Okunomiya Kenshi (奥宮健之)

Kenshi OKUNOMIYA (December 27, 1857 - January 24, 1911) was a social movement activist in Japan, who played an active part during Jiyu Minken Undo (the Freedom and People's Rights Movement). He was one of the twelve people who were executed in the Kotoku Incident.

Career

He was born at Nunoshida Village, Tosa County, Tosa Province. His father, Zousai ZOU, was a top-grade Yomeigaku (neo-Confucianism) scholar in the domain as well as a jiko (teacher) to Yodo. Kenshi went to Tokyo at about eleven or twelve years of age and mastered English studies. Around 1881 - 1882, he entered the Mitsubishi Zaibatsu (financial clique) but resigned from it to join the Jiyuto (Liberal Party) when the party was formed. Together with Tatsui BABA, he was called the two geniuses of Tosa Province.

In 1882, in order to confront the Omeikai, he joined BABA, Masami OISHI, and Gendo NISHIMURA to organize the Kokuyukai. Since Kenshi was banned from making a public speech within Tokyo Prefecture because of the speech he had made at the Asakusa Imura-ro hall, he obtained a lecturer's license to appear at a vaudeville hall under the stage name "Senseido Kakumei" and advocated freedom and people's rights through his oral storytelling, but he was punished along with the host of the vaudeville hall and was sentenced to brief imprisonment, one month in jail, for violating the Public Assembly Law. After that, he organized the Shakaito (Rickshaw Men's Party) to rally rickshaw (a taxi-like vehicle pulled by a man) men. Focusing on rickshaw men who lost their jobs after the Tokyo Horse Tramway was laid, he persuaded Tsuna TAKEUCHI's rickshaw chauffeur and leader of rickshaw men, Kamekichi MIURA, to use his power for his campaign, and by distributing leaflets saying that participants could enjoy as much sake as they wanted, he gathered many rickshaw men at a get-together party held within the precincts of the Kanda-Myojin Shrine on October 4, 1882. Over 300 people gathered. Although one or two of such a get-together party followed, Kenshi did not attend. This was because he was in Ishikawajima Prison for alleged assault on a police officer.

Because of Kenshi's imprisonment, the Shakaito went into a state of dissolution. In 1883 he was released, and, on the way to Kagoshima Prefecture when he stopped by Nagoya City, he got involved in the Nagoya Incident. In Aichi Prefecture, some Liberal Party members had been incited by Taisuke ITAGAKI's speeches and Toru HOSHI's canvasses and were running around madly with a plot to overthrow the government. It was August 1884 when he committed a robbery at a millionaire's home to obtain the war funds. His attempt failed, however, and clashed with policemen on his way back, slashing a few of them. In October, while Kenshi was away for a Liberal Party convention in Osaka, his comrades cut their way into the Okusa-mura village office in broad daylight and robbed the office of national tax money. The comrades were arrested one after another, and Kenshi was moving from place to place eluding the authorities, but he was caught in Tokyo in January 1885 and was sent to Nagoya. Under detention pending trial he attempted to escape from the prison.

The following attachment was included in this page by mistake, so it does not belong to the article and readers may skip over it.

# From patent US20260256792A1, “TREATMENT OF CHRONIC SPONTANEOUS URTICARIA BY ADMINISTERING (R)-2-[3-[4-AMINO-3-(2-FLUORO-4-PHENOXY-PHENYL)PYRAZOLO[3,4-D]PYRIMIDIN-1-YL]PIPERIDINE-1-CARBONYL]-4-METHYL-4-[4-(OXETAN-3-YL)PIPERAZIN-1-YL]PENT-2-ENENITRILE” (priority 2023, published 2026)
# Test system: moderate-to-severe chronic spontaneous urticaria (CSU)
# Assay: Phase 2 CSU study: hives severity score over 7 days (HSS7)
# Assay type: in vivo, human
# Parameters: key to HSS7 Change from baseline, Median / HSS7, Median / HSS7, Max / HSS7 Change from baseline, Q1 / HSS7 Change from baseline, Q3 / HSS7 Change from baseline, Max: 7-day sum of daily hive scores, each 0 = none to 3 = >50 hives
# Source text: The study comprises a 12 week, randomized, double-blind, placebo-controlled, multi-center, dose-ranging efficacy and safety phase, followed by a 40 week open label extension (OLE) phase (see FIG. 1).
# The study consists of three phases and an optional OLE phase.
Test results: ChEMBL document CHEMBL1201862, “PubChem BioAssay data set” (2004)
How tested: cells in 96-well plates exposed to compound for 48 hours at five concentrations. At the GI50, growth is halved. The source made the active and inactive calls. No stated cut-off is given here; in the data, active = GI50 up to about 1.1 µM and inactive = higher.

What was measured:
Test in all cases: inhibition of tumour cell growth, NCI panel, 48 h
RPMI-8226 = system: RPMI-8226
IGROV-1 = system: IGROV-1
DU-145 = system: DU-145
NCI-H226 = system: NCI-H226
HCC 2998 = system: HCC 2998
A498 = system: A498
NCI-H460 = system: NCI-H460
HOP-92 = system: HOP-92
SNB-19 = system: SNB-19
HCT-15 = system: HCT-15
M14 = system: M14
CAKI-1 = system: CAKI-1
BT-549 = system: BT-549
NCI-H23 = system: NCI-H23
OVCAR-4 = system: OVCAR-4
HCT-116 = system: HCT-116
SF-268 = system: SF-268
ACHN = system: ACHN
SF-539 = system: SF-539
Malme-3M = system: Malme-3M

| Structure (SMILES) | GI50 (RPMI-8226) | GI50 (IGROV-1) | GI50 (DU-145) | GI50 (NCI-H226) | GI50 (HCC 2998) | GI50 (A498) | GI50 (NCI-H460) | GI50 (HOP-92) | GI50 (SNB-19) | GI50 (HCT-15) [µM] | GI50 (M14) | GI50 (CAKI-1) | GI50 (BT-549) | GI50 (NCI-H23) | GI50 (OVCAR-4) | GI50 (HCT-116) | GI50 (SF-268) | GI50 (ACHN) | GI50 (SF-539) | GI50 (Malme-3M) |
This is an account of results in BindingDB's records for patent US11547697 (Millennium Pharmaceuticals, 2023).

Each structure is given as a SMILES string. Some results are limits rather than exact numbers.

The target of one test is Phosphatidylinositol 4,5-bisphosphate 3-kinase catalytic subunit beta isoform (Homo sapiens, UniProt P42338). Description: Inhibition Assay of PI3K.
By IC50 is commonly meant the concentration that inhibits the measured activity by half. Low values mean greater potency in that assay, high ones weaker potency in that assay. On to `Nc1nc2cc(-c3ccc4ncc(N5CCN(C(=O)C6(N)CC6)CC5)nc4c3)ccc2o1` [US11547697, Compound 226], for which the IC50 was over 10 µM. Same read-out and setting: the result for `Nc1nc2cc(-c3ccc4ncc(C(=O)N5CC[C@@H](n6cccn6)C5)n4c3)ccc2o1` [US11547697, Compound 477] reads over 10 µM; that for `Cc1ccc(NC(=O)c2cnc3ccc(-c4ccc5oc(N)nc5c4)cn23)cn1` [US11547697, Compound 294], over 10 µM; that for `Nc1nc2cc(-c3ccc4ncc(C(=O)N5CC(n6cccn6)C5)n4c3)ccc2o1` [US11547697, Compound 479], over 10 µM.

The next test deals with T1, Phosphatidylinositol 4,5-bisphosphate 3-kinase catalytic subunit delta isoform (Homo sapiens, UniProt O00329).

In the court decision made in May 1887, the case was judged not as a political offense by the group but as a murder-robbery case, and a few of the members received a death sentence while Kenshi was sentenced to life imprisonment. He was transferred from the Kosuge Prison (located at the site of the present Tokyo Detention House) to the Miyagi Prison, and then to the Kabato Prison in Hokkaido in the fall of 1889. He attempted to escape from there as well. Prior to that, ITAGAKI, Kenkichi KATAOKA, Yuzo HAYASHI and others, deploring their exclusion from the amnesty granted upon promulgation of the Constitution of the Empire of Japan, had been heading a campaign to receive amnesty as political offenders, and when ITAGAKI took a position as Minister of Home Affairs in the second ITO cabinet in July 1896, Kenshi and his comrades were finally released. He was sentenced to death for his involvement in the Shusui KOTOKU Incident and executed on January 24, 1911. His grave is at the Somei Reien Cemetery, operated by the Tokyo Metropolitan Government, in Toshima Ward, Tokyo.